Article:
Synthetic marijuana, also known as Spice or K2, acts on the brain in a similar fashion to the marijuana but to a greater extent. These drugs have been manufactured to be more potent and may then be more active in the brain than the naturally occurring form. Synthetic cannabinoids are generally full agonists at cannabinoid receptor type-1, or CB1, receptors in the brain whereas pot is only a partial agonist. These drugs may be 100 or more times potent than the THC found in natural marijuana, Forbes warns. The journal World Psychiatry reports that there are over 200 forms of synthetic cannabinoids marketed today. Each may have a slightly different chemical or molecular structure and can have unpredictable effects on the brain and body.
Heroin and prescription opioid drugs like OxyContin (oxycodone), Vicodin (acetaminophen/hydrocodone), fentanyl, methadone, and Dilaudid (hydromorphone) bind to opioid receptors in the brain and trigger the release of dopamine. In a sense, these drugs hijack the limbic system in the brain, inducing a powerful high that individuals are often keen to recreate, leading to reinforcing behaviors. Opioid drugs are considered highly addictive, as ASAM publishes that almost a quarter of heroin users will suffer from addiction to opioids. Over 2.5 million Americans battled opioid addiction in 2015. Heroin is considered the fastest-acting opioid, taking effect nearly immediately and making it extremely addictive, the Drug Enforcement Administration (DEA) warns. When someone takes an opioid drug repeatedly, they can develop a tolerance to it as the body gets used to its interaction in the brain. Individuals may then take more of the drug to feel the desired effects. The brain will then stop functioning as it did before introduction of the opioid, causing levels of dopamine to drop when the drug wears off.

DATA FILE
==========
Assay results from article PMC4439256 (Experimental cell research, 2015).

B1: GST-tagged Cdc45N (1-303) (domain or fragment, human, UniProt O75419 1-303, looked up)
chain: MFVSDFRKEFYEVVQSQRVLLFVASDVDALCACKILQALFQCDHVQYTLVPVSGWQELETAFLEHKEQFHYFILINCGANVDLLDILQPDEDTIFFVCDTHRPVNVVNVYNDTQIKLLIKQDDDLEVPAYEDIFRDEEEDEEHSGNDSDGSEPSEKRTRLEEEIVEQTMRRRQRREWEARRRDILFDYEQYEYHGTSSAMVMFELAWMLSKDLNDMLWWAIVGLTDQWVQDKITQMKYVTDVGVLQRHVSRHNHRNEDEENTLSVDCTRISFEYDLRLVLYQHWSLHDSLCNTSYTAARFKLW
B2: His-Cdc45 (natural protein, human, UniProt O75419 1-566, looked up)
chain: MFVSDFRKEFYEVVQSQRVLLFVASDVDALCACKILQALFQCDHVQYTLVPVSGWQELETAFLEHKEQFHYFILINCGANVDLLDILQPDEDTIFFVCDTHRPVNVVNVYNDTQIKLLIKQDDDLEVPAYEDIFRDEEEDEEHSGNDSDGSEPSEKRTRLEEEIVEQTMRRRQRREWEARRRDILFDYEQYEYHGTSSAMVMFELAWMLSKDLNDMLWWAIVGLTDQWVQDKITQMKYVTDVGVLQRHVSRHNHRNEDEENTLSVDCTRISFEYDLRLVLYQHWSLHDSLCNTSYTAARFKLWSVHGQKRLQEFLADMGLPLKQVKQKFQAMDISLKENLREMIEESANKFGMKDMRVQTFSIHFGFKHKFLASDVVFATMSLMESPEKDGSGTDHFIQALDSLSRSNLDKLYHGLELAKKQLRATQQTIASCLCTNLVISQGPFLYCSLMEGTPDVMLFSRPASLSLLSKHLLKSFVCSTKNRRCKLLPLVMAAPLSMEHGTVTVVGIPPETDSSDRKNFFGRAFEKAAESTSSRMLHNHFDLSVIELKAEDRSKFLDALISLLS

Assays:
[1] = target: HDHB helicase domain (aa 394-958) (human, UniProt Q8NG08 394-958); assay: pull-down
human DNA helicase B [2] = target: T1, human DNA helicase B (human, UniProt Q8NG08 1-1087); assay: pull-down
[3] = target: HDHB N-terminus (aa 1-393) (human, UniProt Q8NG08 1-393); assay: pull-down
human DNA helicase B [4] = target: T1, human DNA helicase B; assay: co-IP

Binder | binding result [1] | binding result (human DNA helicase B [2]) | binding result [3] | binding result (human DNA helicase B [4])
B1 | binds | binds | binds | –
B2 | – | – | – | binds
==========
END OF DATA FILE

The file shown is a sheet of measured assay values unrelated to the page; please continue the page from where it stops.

Dependence on opioids can form rather quickly. Physical withdrawal symptoms may resemble the flu, and emotional withdrawal symptoms include depression, anxiety, and insomnia.
Benzodiazepine drugs are prescription sedatives and tranquilizers, such as Valium (diazepam), Ativan (lorazepam), Xanax (alprazolam), and Klonopin (clonazepam). These drugs are prescribed to treat anxiety, to relieve muscle tension, and as sleep aids. They serve to increase levels of GABA in the brain and slow functions of the central nervous system. They are commonly misused, however, and can have a euphoric effect when taken in large doses.